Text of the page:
Dying for a Smoke

Mark Twain said, “Quitting smoking is easy. I’ve done it a thousand times.” Maybe you’ve tried to quit, too. Why is quitting and staying quit hard for so many people? The answer is nicotine.

Nicotine – It’s an Addiction

Nicotine is a drug found naturally in tobacco. It is as addictive as heroin or cocaine. Over time, a person becomes physically and emotionally addicted to (dependent on) nicotine. Studies have shown that smokers must deal with both the physical and mental (psychological) dependence to quit and stay quit.

“I found myself preoccupied with the clock, just like when I was drinking! ‘When can I light up?’ is all I could think about. I had been clean and sober for 7 years and here I was obsessing. And the guilt and shame I felt whenever someone at church saw me smoking – I was acting like it was crack cocaine or something!”

Nicotine addiction claims far more lives world-wide than any other form of drug use.  Most of the 50 million American cigarette smokers still smoke because they are addicted to nicotine.

Nicotine is an alkaloid drug synthesized by the tobacco plant in the same way that the opium poppy (source of heroin) and the coca plant (source of cocaine) synthesized their addictive substances.  Experts agree that addiction to nicotine can be just as strong as addiction to cocaine or heroin.  Smokers continue using nicotine despite awareness of its harmful effects.  They experience intense craving for the drug and many relapse following a period of abstinence.  Nicotine is only one of an estimated 4,000 potentially toxic chemicals in cigarette smoke but it is the major reason people keep smoking. Nearly 70 percent of current smokers claim they really don’t want to smoke, but have not been able to maintain abstinence on their own.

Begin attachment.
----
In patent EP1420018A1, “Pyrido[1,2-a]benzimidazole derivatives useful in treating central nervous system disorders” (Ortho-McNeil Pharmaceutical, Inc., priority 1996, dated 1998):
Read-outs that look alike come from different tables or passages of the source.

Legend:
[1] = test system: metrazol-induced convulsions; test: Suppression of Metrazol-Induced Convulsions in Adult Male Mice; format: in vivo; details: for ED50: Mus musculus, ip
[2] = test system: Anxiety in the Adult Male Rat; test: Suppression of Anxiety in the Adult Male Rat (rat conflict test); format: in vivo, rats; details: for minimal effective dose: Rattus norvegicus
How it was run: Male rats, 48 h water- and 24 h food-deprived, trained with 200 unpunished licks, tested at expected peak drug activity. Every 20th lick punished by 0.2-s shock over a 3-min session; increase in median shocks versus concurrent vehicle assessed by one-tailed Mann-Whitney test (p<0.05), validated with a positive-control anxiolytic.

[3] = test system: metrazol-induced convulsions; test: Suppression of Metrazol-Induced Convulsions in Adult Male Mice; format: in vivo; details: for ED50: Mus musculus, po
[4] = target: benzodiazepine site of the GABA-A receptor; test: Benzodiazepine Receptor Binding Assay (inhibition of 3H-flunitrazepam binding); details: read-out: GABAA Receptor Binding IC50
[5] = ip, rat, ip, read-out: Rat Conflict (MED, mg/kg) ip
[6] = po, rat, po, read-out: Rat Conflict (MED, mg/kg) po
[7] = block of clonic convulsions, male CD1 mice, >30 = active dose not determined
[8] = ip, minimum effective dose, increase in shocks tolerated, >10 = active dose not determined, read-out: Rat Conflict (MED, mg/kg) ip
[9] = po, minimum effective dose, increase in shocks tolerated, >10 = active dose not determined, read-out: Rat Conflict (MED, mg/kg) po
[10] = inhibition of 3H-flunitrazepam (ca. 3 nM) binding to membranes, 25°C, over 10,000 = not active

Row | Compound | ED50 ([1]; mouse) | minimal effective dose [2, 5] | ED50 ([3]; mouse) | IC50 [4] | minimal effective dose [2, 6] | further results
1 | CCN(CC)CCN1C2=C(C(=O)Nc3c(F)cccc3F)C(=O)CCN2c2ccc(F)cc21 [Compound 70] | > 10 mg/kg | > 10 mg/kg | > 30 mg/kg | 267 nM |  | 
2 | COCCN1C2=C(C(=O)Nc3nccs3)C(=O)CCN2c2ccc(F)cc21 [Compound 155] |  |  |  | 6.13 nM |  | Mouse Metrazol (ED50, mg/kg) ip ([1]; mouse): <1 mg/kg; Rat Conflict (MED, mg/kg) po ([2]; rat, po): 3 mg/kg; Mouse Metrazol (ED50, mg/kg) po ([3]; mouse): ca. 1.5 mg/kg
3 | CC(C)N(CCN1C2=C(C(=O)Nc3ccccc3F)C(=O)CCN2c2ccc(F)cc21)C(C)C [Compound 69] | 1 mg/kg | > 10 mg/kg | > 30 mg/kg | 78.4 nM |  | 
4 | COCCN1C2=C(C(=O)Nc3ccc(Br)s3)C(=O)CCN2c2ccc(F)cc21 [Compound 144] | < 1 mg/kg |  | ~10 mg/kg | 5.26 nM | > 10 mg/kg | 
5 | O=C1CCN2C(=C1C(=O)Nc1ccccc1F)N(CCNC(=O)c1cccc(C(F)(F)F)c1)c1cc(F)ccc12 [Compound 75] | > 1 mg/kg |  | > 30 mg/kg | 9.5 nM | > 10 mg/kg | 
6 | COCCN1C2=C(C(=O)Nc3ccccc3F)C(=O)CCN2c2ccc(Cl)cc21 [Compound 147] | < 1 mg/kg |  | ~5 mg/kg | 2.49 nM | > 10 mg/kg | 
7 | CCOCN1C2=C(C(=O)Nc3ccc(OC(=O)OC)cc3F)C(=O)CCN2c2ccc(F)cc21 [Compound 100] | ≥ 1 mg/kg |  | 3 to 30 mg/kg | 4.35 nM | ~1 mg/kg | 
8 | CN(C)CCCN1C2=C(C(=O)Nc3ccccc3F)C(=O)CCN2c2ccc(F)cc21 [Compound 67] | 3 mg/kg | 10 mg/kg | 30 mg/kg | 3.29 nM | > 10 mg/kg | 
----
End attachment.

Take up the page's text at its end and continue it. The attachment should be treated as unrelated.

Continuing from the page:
“I smoke because I like to smoke.” Does this sound familiar? Many of us, in looking back, realize that we didn’t “like” smoking – we just really didn’t like how we felt not smoking!

Smoking – The Process

Nicotine is inhaled into the lungs on particles of cigarette smoke, and enters the blood almost as quickly as if injected into a vein.  Within ten seconds it binds to brain cells and they pour out hormones and other chemical compounds. One cigarette creates the need for another.  Since the body recognizes nicotine as toxic and quickly destroys it, smokers must repeat the dose. They adjust the dosage unconsciously by timing the frequency of each smoke to maintain a comfortable level of the drug in their bloodstream. Too high a concentration of nicotine may lead to headaches or light-headedness, indicating an overdose and If blood levels of nicotine drop too far, withdrawal symptoms set in – anxiety, irritability and an intense, overwhelming craving for more of the drug.

Tobacco and Disease

According to the Center for Disease Control (CDC):

  • Tobacco use causes Cancer, Heart disease, Lung diseases (including emphysema, bronchitis, and chronic airway obstruction)
  • Cigarette smoking increases the length of time that people live with a disability by about 2 years.
  • For every person who dies from a smoking-related disease, 20 more people suffer with at least one serious illness from smoking.
  • Cigarette smoking is the leading preventable cause of death.
  • Cigarette smoking is responsible for about one in five deaths annually, or about 443,000 deaths per year.
  • An estimated 49,000 of tobacco-related deaths are the result of second hand smoke exposure.

Attempts to Quit

Many adult smokers want or try to quit smoking:

  • Approximately 70% of smokers want to quit completely.
  • Approximately 40% of smokers try to quit each year.

“It was the hardest thing I ever did” say many ex-smokers, and many more find it takes a surprisingly long time to lose the mental desire to “light up”. Even though the physical cravings subside within a month or two, it has been reported that people who have stopped for as many as 10 years can still, on occasion, desire to smoke “just one”.